Mick Imrie created a detailed Supercar 3D model in Cinema4D back in 1998-1999 and this has been used as the basis for many ports to other 3D modelling tools, game platforms, flight and space simulators and virtual worlds platforms since then. See http://www.aiai.ed.ac.uk/~bat/GA/supercar-3d.html.
Mick has now begun the creation of a new Supercar model taking on board experience gained. As previously, the reference point is the puppet-scale studio model. [There also was a mid-sized model and a smaller “flight” model details of which differed from the puppet-scale model.]
Mick is posting about the new model on the EagleTransporter British SciFi web site.
Fan Produced Model
Supercar was created by A.P. Film Studios in association with ITC (now ITC Studios). Supercar 3D Model by Mick Imrie with technical assistance from Austin Tate. Original Supercar designed by Reg Hill of A.P. Films. This is fan produced material to promote the shows of Gerry Anderson and provided for your enjoyment, and should not be used for any commercial purpose. Mick aims to make the Supercar models available to others.
The new model accounts for some of the following inputs:
- Availability of higher quality visual reference material published over the years and higher definition TV screen captures from the TV series. Mick has been able to use these to provide corelated reference images to better inform the modelling shapes.
- The main hull shape has been refined using the detailed screen captures and normalising them. This led to the shape changing in ways consistent with Phil Rae’s 1990 revision of his Supercar blueprints. Wing position, nose shape and front light pod size and position also altered. Retro jet length was shortened.[Phil Rae produced a Supercar blueprint for a centrespread in Fanderson’s SIG no. 3 in Autumn 1981 and revised it in 1983 for a set of A3 Gerry Anderson vehicle blueprints. In a personal communication to Austin Tate on 18th August 1990 he offered further revisions as an amalgamation of the three studio models (Puppet scale, Bill James’s 3ft. version and the smaller “flight” model.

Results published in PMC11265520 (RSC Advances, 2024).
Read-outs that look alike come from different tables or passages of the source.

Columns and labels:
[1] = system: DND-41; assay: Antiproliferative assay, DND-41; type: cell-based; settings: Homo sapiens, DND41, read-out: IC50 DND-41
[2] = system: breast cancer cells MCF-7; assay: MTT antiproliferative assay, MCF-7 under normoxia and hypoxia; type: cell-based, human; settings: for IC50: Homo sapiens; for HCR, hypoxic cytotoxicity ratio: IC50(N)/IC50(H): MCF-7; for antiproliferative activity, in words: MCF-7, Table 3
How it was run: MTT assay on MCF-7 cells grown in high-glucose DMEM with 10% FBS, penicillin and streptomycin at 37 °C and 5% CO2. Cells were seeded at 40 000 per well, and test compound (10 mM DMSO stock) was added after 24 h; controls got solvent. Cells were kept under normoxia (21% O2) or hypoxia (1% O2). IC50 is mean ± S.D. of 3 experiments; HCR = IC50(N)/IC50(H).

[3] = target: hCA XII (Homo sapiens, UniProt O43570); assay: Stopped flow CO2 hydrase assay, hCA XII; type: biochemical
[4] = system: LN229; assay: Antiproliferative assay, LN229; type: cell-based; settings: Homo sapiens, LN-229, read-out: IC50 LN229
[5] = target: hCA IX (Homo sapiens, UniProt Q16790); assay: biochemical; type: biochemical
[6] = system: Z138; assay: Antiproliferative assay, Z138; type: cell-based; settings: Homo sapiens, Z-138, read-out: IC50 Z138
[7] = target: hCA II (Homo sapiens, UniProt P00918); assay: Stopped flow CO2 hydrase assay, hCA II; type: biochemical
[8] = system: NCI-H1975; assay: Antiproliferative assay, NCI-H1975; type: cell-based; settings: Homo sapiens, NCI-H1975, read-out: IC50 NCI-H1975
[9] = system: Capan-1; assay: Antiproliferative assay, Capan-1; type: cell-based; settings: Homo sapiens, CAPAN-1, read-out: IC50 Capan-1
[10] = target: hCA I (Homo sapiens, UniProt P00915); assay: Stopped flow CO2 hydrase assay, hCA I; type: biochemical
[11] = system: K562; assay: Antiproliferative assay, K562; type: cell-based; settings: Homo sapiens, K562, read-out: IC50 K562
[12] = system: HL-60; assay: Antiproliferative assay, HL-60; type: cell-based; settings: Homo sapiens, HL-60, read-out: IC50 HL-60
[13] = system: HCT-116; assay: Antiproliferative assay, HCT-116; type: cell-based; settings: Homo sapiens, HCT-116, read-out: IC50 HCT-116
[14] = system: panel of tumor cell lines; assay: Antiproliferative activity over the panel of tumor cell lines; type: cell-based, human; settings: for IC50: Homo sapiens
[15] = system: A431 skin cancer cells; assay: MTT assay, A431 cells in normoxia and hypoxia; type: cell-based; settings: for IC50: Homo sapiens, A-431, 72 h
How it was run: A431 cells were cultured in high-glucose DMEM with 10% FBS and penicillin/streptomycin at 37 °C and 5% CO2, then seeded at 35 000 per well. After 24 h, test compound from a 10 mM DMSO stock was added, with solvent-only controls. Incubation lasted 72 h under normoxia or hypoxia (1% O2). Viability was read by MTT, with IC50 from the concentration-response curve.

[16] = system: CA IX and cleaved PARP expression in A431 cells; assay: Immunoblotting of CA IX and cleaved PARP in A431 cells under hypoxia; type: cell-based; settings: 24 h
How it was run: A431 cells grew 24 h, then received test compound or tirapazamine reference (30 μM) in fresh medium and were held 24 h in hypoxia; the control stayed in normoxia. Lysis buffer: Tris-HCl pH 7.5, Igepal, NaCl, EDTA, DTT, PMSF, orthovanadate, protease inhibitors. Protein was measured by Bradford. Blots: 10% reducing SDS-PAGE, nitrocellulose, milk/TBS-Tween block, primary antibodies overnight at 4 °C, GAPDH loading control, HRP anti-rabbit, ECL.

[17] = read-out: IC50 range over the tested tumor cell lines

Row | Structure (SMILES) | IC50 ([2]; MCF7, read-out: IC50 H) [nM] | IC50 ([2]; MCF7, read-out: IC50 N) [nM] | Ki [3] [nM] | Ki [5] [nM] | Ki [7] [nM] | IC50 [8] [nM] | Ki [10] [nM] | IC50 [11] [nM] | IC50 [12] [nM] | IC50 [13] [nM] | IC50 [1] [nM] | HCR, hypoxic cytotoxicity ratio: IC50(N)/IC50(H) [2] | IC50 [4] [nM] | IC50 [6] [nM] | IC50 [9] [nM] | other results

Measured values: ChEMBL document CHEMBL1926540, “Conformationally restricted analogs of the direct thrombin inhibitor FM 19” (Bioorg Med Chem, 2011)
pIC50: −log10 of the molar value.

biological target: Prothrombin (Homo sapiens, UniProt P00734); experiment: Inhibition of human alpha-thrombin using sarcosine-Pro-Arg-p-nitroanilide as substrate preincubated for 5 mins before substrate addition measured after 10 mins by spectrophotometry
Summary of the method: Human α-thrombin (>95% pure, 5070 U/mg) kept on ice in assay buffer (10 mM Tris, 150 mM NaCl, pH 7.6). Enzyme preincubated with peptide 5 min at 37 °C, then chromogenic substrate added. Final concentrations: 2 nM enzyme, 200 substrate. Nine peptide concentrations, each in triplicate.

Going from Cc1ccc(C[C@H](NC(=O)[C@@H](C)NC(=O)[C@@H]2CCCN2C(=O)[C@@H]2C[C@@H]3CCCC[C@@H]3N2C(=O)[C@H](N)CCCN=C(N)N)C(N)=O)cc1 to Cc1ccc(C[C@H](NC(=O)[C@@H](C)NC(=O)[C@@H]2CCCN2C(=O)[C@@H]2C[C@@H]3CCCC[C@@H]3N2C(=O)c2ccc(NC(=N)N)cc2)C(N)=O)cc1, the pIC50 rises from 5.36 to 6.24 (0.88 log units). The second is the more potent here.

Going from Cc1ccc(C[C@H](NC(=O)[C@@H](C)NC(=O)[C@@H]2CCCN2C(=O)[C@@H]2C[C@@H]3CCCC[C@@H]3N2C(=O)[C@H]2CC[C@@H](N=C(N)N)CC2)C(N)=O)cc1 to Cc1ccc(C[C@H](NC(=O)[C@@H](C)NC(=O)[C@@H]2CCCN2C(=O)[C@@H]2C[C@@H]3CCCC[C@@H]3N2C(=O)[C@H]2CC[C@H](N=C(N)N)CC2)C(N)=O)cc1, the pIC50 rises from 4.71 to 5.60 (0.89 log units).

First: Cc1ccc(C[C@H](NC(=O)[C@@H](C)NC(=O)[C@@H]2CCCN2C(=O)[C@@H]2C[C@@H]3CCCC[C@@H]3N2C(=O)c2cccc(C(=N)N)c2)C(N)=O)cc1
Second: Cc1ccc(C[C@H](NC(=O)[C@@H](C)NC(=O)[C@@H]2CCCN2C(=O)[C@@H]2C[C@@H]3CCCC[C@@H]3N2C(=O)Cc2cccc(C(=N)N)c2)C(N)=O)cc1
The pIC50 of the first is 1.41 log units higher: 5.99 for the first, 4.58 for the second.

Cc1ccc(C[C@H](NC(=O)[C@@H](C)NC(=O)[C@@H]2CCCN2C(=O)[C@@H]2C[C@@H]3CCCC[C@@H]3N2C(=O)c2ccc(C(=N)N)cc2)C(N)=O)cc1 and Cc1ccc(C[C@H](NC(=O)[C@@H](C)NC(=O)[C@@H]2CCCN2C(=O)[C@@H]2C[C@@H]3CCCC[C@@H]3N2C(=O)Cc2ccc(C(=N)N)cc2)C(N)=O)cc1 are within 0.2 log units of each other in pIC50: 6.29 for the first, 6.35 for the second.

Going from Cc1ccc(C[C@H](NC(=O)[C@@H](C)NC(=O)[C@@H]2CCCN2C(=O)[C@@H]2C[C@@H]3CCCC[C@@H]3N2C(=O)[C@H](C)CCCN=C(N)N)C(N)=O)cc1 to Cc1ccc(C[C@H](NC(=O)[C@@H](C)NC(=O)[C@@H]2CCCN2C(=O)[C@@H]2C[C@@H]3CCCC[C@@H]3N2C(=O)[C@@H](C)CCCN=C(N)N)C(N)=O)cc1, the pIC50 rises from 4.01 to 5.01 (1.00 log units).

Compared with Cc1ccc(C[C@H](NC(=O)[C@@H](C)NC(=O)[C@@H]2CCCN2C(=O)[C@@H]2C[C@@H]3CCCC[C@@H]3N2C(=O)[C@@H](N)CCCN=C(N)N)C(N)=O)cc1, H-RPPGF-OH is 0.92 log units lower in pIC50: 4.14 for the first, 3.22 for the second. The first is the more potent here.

- Improved accuracy of the wing slot on the fuselage.
- Improved modelling shape of the side cooling vanes and the red fairings above and below them which slope rather than sit horizontally.
- Improved understanding of the colour and shininess of some parts and trim on the Supercar from improved colour reference material. E.g. the puppet-scale model hull piping is pale brass rather than chrome.
- Improvements to the texturing of the model to allow for simpler use on other platforms.
- Detailed research by Mick to identify original parts and instruments used in the construction of the puppet-scale model. He is documenting this material on a new web site to help other modellers. See ‘deconGA’ (deconstructing Gerry Anderson).
- Improvements to the Supercar dashboard using screen grabs of the human hand scale dashboard. However, this dashboard often had replacement instruments and switches to accommodate the story lines and cannot be reconciled to a single consistent model.
- Design to allow for a simpler texture based dashboard, as well as a detailed 3D modelled version to support different delivery platforms.
- Significant reductions in polygon count for the hull, fuselage piping and other complex curved elements of the design.
- Use of curve based modelling (NURBs) where useful but ability to export as polygons for those platforms needing this.